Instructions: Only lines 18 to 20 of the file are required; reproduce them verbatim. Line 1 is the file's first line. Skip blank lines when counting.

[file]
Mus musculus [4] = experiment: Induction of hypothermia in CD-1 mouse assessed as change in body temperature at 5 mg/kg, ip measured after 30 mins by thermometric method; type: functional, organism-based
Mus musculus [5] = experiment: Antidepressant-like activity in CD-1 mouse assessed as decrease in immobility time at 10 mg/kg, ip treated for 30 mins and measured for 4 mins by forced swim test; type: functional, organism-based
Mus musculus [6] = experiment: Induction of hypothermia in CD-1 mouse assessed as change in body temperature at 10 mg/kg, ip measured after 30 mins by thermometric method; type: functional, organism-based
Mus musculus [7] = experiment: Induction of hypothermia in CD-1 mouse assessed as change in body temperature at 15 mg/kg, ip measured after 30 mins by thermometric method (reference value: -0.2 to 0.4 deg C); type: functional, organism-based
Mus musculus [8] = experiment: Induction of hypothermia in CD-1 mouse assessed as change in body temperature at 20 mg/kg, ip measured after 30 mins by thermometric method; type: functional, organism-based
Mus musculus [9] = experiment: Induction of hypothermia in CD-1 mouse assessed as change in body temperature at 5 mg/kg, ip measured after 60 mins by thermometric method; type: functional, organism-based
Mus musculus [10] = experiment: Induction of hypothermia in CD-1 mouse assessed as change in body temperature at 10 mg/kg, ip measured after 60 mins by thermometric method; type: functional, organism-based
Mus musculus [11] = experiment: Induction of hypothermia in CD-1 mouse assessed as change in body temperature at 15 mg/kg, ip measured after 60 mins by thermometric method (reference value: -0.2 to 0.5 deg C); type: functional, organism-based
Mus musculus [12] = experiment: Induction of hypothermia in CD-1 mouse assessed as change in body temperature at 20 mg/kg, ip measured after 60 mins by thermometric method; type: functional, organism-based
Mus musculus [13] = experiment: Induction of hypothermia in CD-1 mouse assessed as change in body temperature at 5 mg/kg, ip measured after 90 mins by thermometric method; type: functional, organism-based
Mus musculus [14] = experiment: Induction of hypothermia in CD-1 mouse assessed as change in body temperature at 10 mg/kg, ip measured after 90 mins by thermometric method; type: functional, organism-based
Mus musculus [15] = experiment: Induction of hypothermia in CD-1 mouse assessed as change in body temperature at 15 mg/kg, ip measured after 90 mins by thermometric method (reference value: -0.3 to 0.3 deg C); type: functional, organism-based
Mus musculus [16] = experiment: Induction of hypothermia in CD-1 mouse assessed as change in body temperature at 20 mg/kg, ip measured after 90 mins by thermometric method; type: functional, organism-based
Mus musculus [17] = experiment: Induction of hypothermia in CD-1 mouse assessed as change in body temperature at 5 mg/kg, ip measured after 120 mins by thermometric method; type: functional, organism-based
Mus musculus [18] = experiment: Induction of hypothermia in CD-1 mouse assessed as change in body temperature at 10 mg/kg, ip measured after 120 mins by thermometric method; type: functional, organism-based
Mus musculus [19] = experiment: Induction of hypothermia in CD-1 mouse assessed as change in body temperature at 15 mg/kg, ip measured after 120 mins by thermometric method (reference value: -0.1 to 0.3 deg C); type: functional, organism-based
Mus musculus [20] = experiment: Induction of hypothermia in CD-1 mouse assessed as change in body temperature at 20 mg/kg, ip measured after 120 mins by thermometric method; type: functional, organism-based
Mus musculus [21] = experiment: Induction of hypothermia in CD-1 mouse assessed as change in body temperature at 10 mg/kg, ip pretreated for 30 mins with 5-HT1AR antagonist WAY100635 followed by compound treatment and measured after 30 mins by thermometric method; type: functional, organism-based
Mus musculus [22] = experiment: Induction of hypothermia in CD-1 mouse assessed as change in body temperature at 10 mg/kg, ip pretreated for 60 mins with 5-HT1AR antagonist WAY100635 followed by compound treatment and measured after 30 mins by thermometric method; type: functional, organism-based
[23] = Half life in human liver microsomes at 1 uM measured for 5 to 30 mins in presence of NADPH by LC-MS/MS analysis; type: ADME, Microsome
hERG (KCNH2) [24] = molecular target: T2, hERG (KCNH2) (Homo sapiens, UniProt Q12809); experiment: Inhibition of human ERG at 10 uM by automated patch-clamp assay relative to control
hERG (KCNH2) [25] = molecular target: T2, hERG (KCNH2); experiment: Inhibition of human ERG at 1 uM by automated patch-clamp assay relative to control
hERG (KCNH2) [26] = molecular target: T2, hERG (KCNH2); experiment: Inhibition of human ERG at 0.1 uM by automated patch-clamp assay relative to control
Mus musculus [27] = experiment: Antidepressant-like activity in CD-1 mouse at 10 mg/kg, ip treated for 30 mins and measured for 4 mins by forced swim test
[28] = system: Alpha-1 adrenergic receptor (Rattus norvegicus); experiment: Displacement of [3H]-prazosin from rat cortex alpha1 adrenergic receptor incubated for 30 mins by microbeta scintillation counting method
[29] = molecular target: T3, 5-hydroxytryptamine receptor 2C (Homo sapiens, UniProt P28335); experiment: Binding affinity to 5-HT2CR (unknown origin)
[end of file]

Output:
Mus musculus [21] = experiment: Induction of hypothermia in CD-1 mouse assessed as change in body temperature at 10 mg/kg, ip pretreated for 30 mins with 5-HT1AR antagonist WAY100635 followed by compound treatment and measured after 30 mins by thermometric method; type: functional, organism-based
Mus musculus [22] = experiment: Induction of hypothermia in CD-1 mouse assessed as change in body temperature at 10 mg/kg, ip pretreated for 60 mins with 5-HT1AR antagonist WAY100635 followed by compound treatment and measured after 30 mins by thermometric method; type: functional, organism-based
[23] = Half life in human liver microsomes at 1 uM measured for 5 to 30 mins in presence of NADPH by LC-MS/MS analysis; type: ADME, Microsome